The biggest alcohol duty reform in 140 years comes into force on 1 August 2023. This will impact on the many alcohol producers, retailers and consumers in our region.

The changes see a move from the five duties that have been in place, based on the type of product, to standardised tax bands based on alcohol by volume (ABV). There is also a new Small Producer Relief, that will replace the Small Brewers Relief.

Small Producer Relief

From 1 August, any small business in the UK that produces alcoholic products with an ABV less than 8.5 per cent should be eligible for reduced rates on qualifying products, if they produce less than 4,500 hectolitres a year.

Small Producer Relief is applied the products made in the previous production year (1 February to 31 January), providing less than half of the total alcohol produced is made under licence.

Draught Relief

Draught products are classed as those that are packaged in containers of at least 20 litres and designed to connect to a qualifying dispense system. Draught relief offers a reduced rate for these alcoholic drinks that are under 8.5% ABV.

The reduced rate that can be claimed depends on the type and strength of the alcoholic product made.
This relief should mean that wine-based, spirit and other products in on-trade premises pay less duty than in supermarkets.

Henry Pettitt, Partner at Stephenson Smart, commented: “The Alcohol Duty reform applies to all individuals and businesses involved in the manufacture, distribution, holding and sale of alcoholic products across the UK.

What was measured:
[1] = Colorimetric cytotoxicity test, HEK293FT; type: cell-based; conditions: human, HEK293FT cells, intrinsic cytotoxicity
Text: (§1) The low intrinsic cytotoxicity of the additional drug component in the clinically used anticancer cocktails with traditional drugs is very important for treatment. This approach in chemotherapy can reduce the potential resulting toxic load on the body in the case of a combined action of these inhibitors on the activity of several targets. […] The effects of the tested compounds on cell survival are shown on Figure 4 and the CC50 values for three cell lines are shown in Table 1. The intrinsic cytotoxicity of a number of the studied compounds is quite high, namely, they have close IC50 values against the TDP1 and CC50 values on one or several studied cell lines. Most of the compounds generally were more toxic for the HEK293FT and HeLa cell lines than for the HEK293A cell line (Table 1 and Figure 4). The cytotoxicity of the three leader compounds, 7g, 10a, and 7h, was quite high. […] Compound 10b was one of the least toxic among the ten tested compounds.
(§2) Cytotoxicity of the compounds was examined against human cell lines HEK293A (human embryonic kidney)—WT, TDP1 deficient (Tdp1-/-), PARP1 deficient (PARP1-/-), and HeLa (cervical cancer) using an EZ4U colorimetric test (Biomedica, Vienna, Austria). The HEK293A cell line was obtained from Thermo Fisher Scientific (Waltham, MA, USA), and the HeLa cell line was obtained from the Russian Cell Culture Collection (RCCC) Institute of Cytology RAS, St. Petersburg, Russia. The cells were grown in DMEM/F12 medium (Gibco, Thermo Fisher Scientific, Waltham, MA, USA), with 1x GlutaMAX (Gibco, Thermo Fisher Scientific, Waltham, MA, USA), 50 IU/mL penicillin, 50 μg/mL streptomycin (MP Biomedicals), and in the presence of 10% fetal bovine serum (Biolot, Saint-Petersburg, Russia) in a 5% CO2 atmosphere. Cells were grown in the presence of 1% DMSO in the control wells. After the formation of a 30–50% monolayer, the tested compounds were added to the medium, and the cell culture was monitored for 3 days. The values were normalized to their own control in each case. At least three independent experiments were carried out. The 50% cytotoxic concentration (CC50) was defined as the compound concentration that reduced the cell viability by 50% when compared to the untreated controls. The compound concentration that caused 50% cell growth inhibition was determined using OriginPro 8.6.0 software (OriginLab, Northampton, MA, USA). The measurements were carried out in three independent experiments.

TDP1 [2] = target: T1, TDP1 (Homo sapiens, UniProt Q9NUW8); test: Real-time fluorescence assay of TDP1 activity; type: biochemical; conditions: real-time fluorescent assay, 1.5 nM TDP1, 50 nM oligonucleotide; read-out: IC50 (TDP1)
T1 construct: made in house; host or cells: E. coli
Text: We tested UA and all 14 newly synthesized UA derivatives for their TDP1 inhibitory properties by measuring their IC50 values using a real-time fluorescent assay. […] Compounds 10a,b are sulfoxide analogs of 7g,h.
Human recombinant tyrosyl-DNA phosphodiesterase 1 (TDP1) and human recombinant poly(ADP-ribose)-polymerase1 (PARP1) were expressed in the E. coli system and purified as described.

They are reflective of a change in alcoholic products and consumer tastes and aim to be simpler, fairer and aim to encourage the growth of health-conscious consumption.

It is encouraging to see a modernisation of an element of the tax system that should aid small producers in our county.”

However, those in the industry, including Jessie Scott, Sales Director at VC Vintners in Great Yarmouth, feel that the timing of the reform could have been better thought out, with summer being one of the busiest times of year.

“The timing of this increase is mindless and shows disregard for suppliers to the hospitality industry, and the hospitality industry as a whole, as it is in one of the busiest times of the year for the trade and will involve time and costs in reviewing wine lists and bar tariffs.

However, bringing in a reduced rate for the hospitality industry with draught products and raising duty on packaged items in supermarkets will hopefully bring about more people using pubs and restaurants – but the duty reform on wines is a bitter pill to swallow – an increase in duty from 11.5 per cent to 14.5 per cent will be 44p per bottle, staggering!

Where we do welcome any reform that is going to bring the hospitality business up off its knees and bring more customers into restaurants, pubs, community & social clubs and other venues, a further reduction on duty to the hospitality industry would be beneficial in these particularly hard times.”

Alcohol Duty Reform

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